A live read is usually called for when a reporter has not had time to track his piece. The reporter reads his script live, as the program is being broadcast, and the actualities are played from a tape machine or off of Oalet. Tracking live means there's no opportunity to fix pick-ups; a reporter who stumbles or fluffs when he is reading live generally just has to plow ahead.


A live roll involves inserting a feed of a mixed piece directly into a program that is on the air. For example, if a reporter is in the New York Bureau, and is not able to feed his or her piece before it is broadcast, the report may be played out of New York directly into a Washington studio and onto the air.


Master Control - located on the sixth floor - is the place that makes many of our connections with studios and other sources of audio outside the building. A feed from WBUR in Boston, for example, will be routed by Master control into the studio or Re.


A Minibisc (often abbreviated "MD") is a digital medium that uses a laser to record and play back audio. Like a computer floppy disk or a hard drive, the MiniDisc uses a digital table of contents to keep track of data that may have been recorded in many different places on the disc. This "random-access" feature makes it easy for the MD recorder to erase and re-record quickly - the machine never has to rewind. Like OAT machines, MiniDisc recorders sample data at a high rate; unlike DATs, however, MiniDiscs store that data in a highly condensed form. This data compression can cause problems when audio is copied from one MD recorder to another.


Mixing is the studio process of combining two or more audio sources - either analog tapes or digital sound files - to make one finished piece. In an analog mix, an audio engineer physically controls the starting and stopping of tape machines and adjusts sound levels according to the producer's directions. In a digital mix, the producer will arrange the acts I tracks and ambi on the screen before he or she goes into the studio. The audio engineer in that case is still responsible for improving the quality of the audio - putting in a fix - and adjusting the levels as the producer directs the mix.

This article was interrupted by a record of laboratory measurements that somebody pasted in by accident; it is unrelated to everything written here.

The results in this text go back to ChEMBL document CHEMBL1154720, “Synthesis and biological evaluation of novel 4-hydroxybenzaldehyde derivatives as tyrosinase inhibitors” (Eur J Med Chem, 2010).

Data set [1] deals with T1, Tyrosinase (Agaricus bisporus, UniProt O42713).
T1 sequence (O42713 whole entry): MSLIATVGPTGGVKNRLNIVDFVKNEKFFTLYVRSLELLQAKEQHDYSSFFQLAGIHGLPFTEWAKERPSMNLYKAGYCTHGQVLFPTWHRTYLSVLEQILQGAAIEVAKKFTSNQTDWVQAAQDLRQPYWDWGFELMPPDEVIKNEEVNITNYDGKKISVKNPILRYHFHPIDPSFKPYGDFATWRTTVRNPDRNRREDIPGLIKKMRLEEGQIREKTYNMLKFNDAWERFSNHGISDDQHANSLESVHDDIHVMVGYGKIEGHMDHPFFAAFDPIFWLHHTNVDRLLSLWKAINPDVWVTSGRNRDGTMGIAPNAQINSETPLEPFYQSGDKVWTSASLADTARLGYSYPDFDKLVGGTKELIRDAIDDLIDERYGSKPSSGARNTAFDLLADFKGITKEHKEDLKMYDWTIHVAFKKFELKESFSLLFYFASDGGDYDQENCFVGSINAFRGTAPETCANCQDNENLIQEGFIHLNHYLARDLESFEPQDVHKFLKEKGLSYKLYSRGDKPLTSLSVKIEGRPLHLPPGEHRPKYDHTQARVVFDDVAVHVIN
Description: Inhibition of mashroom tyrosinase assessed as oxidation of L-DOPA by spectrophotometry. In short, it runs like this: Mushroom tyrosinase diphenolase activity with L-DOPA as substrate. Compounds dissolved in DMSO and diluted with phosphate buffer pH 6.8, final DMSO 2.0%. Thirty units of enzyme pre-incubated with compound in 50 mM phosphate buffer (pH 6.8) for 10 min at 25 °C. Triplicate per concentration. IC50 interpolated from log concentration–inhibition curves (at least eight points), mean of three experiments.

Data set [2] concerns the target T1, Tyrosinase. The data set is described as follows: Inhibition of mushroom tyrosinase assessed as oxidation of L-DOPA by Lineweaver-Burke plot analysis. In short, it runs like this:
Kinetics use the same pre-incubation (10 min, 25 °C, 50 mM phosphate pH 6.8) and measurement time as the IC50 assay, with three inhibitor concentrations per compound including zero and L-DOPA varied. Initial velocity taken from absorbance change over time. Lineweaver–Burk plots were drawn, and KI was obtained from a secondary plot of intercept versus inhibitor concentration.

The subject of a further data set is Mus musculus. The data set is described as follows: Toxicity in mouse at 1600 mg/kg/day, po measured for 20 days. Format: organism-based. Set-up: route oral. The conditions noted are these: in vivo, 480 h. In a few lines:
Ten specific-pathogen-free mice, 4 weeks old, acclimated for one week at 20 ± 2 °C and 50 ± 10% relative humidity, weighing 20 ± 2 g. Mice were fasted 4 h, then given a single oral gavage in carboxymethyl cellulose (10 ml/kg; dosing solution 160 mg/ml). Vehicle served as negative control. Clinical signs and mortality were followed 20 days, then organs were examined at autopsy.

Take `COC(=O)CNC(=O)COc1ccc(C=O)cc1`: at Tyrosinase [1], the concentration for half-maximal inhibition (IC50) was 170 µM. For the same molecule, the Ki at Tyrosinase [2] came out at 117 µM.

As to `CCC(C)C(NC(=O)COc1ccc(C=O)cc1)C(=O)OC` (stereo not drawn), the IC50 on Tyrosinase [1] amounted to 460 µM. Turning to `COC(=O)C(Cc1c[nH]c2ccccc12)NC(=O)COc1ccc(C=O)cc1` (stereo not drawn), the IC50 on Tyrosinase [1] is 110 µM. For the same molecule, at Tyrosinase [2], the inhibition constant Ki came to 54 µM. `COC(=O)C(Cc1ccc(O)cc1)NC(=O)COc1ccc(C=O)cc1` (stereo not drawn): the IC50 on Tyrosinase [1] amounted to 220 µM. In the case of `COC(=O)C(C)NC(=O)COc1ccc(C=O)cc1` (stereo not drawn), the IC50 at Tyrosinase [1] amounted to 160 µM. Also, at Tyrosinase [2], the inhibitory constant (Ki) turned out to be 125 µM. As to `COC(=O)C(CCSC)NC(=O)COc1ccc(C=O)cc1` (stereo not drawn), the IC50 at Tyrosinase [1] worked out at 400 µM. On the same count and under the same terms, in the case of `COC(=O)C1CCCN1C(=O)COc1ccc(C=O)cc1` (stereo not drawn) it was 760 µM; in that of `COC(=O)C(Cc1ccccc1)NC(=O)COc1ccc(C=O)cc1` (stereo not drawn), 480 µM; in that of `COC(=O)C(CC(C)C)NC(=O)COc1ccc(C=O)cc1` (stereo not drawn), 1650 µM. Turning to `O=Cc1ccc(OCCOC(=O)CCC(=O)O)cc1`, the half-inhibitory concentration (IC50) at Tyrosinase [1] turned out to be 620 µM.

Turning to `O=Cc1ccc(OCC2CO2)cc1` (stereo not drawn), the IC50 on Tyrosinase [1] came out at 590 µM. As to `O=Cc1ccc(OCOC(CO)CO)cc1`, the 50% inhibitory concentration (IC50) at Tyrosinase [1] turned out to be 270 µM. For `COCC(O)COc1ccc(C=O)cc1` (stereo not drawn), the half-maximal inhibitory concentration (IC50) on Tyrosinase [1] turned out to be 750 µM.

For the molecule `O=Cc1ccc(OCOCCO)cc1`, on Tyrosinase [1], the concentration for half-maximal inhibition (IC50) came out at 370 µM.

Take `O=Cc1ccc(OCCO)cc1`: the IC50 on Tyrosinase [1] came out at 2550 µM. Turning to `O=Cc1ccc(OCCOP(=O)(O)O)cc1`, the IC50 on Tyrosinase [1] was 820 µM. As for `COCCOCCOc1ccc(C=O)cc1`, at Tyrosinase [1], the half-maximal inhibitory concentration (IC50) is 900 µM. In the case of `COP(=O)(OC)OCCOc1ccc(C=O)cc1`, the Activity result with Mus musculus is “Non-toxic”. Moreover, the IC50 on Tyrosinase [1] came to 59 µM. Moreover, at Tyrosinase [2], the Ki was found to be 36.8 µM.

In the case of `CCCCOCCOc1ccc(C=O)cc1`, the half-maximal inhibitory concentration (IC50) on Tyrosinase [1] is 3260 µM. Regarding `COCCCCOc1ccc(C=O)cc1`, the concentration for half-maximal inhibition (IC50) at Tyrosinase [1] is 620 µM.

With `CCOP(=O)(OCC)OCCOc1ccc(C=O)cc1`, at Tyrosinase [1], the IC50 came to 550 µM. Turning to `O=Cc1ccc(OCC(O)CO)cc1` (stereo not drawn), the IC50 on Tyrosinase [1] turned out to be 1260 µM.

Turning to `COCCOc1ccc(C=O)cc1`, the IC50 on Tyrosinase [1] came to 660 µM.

Mix minus means "a mix that is minus one element." Every remote interview we do - whether it's on the phone, ISDN or fiber optic line - always includes a mix-minus. The guest needs to hear everything that the host or reporter hears except himself coming back up the line.

Mix minus is also a way of setting up the audio board in the control room so that a producer, host and interviewee can hear all of the parts of a piece or interview, even though only some of them are being recorded. For example, during an interview with a musician, a producer may ask that a CD be played in mix minus, so that the host and interviewee can hear the excerpts of songs that will be mixed in after the interview is edited.



A mult - or mult box - is a device that takes a signal from an audio source and feeds it to multiple jacks so it can be easily distributed. The presence of a mult box at a public hearing or news conference allows several reporters to record the event at the same time without each one having to put a microphone up on the lectern.


NPR produces five-minute newscasts all day long, and two every hour when Morning Edition and All Things Considered are on the air. Listeners hear newscasts as part of the program, though they are produced, written and read by a different group of people. For that reason, information in billboards and pieces - death tolls, pronunciations, etc. - has to correspond exactly with what's being presented in newscasts.




The Ops Desk is located in the Morning Edition area. ("Ops" is shorthand for "News Operations.") It is the central desk for coordinating live feeds, special coverage, and the booking of studios. The Ops Desk routinely records all audio feeds from the White House, including the daily press briefing. Other regularly recorded feeds include the State Department and Pentagon briefings, and the Attorney General's weekly briefing. (See WAND.)


The outcue is the last few words of a tape. In a reporter's script, the outcue indicates the end of an actuality. On a program script, the outcue tells the hosts and the show editor how a report ends. It's often abbreviated "o.c." - as in: